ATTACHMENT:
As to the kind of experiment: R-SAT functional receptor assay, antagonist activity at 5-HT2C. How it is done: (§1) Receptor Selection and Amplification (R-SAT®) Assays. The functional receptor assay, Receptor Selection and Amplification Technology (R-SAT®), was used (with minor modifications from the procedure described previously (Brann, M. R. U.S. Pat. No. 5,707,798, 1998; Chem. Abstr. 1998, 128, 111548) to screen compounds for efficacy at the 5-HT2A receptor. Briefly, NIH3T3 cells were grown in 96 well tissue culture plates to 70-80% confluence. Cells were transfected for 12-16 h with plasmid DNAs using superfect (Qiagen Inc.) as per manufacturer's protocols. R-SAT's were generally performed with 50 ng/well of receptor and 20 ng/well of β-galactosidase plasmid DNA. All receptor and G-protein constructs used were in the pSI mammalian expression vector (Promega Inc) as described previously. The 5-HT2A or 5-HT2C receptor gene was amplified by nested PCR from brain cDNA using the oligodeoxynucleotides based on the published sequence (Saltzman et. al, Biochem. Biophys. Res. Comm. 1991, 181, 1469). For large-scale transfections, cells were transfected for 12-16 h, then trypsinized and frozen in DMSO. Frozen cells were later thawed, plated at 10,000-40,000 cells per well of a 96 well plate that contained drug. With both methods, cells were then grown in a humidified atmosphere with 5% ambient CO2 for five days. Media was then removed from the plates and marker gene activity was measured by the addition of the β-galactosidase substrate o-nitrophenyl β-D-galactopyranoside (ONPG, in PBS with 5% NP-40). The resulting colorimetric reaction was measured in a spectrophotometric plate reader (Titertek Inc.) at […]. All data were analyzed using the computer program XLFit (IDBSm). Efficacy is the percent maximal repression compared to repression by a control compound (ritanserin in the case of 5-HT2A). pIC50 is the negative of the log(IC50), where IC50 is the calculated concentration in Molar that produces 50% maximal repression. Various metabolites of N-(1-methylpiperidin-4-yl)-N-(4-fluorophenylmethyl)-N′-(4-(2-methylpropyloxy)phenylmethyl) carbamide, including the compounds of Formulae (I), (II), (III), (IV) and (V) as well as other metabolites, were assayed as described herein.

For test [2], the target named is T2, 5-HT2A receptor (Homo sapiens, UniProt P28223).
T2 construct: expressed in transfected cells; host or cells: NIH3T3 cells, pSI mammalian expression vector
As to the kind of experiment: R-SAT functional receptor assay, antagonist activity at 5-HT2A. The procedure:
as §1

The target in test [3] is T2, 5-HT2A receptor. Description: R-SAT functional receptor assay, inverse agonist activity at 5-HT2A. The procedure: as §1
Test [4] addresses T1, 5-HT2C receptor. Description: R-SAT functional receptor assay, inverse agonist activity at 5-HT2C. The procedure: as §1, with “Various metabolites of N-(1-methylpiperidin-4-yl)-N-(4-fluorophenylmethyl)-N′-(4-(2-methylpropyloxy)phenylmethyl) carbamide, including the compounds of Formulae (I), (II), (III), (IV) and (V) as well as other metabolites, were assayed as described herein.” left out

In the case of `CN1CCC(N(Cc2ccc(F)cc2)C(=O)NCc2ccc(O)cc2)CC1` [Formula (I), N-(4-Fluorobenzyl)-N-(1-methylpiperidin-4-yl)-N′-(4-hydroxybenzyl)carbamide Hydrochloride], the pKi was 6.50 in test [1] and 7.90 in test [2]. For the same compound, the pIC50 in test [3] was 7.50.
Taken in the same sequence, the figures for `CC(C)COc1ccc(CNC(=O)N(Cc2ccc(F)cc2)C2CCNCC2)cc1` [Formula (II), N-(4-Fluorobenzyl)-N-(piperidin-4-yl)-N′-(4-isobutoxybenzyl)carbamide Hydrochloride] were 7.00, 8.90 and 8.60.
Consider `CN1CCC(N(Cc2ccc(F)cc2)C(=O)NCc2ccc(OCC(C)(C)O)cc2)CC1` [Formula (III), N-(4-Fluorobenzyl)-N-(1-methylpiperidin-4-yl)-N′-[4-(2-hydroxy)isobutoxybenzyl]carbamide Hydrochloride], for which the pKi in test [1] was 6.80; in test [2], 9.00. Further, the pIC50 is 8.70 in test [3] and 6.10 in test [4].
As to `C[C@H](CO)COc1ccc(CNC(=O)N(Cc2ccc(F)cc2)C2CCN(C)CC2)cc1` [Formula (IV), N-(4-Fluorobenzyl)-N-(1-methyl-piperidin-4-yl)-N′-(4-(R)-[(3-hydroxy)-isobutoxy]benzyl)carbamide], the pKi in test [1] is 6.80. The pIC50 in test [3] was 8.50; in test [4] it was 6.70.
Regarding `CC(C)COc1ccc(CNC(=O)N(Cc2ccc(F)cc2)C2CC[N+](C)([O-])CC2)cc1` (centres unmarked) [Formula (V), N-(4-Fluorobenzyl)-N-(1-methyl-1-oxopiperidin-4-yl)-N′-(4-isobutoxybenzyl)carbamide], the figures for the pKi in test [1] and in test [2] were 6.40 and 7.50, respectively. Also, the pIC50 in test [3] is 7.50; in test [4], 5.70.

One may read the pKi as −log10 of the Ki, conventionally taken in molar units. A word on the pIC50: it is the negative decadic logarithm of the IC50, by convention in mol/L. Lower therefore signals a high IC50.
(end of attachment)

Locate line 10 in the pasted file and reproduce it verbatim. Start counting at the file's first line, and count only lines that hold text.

Consider `CN1CCC(N(Cc2ccc(F)cc2)C(=O)NCc2ccc(OCC(C)(C)O)cc2)CC1` [Formula (III), N-(4-Fluorobenzyl)-N-(1-methylpiperidin-4-yl)-N′-[4-(2-hydroxy)isobutoxybenzyl]carbamide Hydrochloride], for which the pKi in test [1] was 6.80; in test [2], 9.00. Further, the pIC50 is 8.70 in test [3] and 6.10 in test [4].